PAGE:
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Teaching personal care robots about human poses

Efficient generation method of big data for pose estimation

Date:
July 11, 2017
Source:
Toyohashi University of Technology
Summary:
A research group has developed a method to estimate various poses using deep learning with depth data alone. Although it requires a large volume of data, the group has realized a technology which efficiently generates data using computer graphics and motion capture technologies. This data is freely available, and expected to contribute to the progress of research across a wide range of related fields.
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Expectations for care robots are growing against the backdrop of declining birthrates, an aging population, and a lack of care staff. As an example, for care at nursing homes and other such facilities, it is anticipated that robots will check the condition of the residents while patrolling the facility. When evaluating a person's condition, while an initial estimation of the pose (standing, sitting, fallen, etc.) is useful, most methods to date have utilized images. These methods face challenges such as privacy issues, and difficulties concerning application within darkly lit spaces. As such, the research group (Kaichiro Nishi, a 2016 master's program graduate, and Professor Miura) has developed a method of pose recognition using depth data alone.

For poses such as upright positions and sitting positions, where body parts are able to be recognized relatively easily, methods and instruments which can estimate poses with high precision are available. In the case of care, however, it is necessary to recognize various poses, such as a recumbent position (the state of lying down) and a crouching position, which has posed a challenge up until now. Along with the recent progress of deep learning (a technique using a multistage neural network), the development of a method to estimate complex poses using images is advancing. Although deep learning requires preparation of a large amount of training data, in the case of image data, it is relatively easy for a person to see each part in an image and identify it, with some datasets also having been made open to the public. In the case of depth data, however, it is difficult to see the boundaries of parts, making it difficult to generate training data.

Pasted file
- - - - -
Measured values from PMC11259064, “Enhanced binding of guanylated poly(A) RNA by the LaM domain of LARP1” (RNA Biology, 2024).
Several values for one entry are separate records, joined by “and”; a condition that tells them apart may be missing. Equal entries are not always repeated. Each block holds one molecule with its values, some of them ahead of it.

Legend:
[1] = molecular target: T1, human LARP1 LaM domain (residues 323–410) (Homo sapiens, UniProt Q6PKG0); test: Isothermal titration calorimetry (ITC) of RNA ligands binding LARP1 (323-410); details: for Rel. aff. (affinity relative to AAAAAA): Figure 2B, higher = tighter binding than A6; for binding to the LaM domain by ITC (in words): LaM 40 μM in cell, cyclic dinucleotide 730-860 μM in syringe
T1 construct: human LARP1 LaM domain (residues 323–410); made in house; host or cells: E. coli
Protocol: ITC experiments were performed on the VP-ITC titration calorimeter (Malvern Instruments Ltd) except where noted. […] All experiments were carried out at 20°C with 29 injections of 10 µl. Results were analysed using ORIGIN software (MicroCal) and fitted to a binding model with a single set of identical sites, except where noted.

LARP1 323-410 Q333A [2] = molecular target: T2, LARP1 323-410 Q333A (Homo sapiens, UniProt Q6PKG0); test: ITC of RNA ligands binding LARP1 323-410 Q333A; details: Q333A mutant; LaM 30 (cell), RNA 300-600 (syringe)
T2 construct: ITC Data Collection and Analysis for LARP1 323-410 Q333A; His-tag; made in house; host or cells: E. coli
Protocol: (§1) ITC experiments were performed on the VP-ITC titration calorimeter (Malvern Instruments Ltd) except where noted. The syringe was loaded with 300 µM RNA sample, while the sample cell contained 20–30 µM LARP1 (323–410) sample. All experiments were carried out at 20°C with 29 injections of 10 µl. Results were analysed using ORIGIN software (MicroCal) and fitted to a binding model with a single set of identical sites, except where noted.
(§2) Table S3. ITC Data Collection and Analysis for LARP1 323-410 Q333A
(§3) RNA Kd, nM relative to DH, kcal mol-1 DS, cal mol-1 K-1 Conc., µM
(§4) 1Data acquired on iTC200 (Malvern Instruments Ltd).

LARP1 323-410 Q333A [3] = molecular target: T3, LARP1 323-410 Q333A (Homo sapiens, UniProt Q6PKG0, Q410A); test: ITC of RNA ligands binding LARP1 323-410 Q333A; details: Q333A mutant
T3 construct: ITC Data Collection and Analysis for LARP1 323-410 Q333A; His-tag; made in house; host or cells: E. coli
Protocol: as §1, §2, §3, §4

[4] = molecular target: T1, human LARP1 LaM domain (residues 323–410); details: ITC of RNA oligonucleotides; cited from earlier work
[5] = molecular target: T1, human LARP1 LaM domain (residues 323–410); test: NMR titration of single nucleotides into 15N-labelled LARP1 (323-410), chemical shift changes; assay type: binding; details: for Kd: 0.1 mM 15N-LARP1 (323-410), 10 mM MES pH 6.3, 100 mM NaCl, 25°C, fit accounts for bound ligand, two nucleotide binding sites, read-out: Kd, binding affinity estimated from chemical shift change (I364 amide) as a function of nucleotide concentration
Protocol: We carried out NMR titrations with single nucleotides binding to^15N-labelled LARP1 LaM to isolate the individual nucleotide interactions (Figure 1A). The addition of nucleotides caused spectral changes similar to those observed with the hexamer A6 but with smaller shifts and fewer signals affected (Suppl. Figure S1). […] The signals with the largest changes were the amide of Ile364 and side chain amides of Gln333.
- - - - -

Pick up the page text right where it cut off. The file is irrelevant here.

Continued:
As such, this research has established a method to generate a large amount of training data by combining computer graphics (CG) technology and motion capture technology. This method first creates CG data of various body shapes. Next, it adds to the data information of each part (11 parts including a head part, a torso part, and a right upper arm part), and skeleton information including each joint position. This makes it possible to make CG models take arbitrary poses simply by giving the joint angles using a motion capture system.

By using this developed method, training data can be generated corresponding to a combination of persons with arbitrary body shapes, and arbitrary poses. So far, we have created and released a total of about 100,000 pieces of data, both for sitting positions (with/without occlusions), and for several poses in a recumbent positions. This data is freely available for research purposes (http://www.aisl.cs.tut.ac.jp/database_HDIBPL.html).


Story Source:

Materials provided by Toyohashi University of Technology. Note: Content may be edited for style and length.


Journal Reference:

  1. K. Nishi, J. Miura. Generation of human depth images with body part labels for complex human pose recognition. Pattern Recognition, 2017; DOI: 10.1016/j.patcog.2017.06.006

Cite This Page:

Toyohashi University of Technology. "Teaching personal care robots about human poses." ScienceDaily. ScienceDaily, 11 July 2017. <www.sciencedaily.com/releases/2017/07/170711092838.htm>.
Toyohashi University of Technology. (2017, July 11). Teaching personal care robots about human poses. ScienceDaily. Retrieved May 26, 2024 from www.sciencedaily.com/releases/2017/07/170711092838.htm
Toyohashi University of Technology. "Teaching personal care robots about human poses." ScienceDaily. www.sciencedaily.com/releases/2017/07/170711092838.htm (accessed May 26, 2024).

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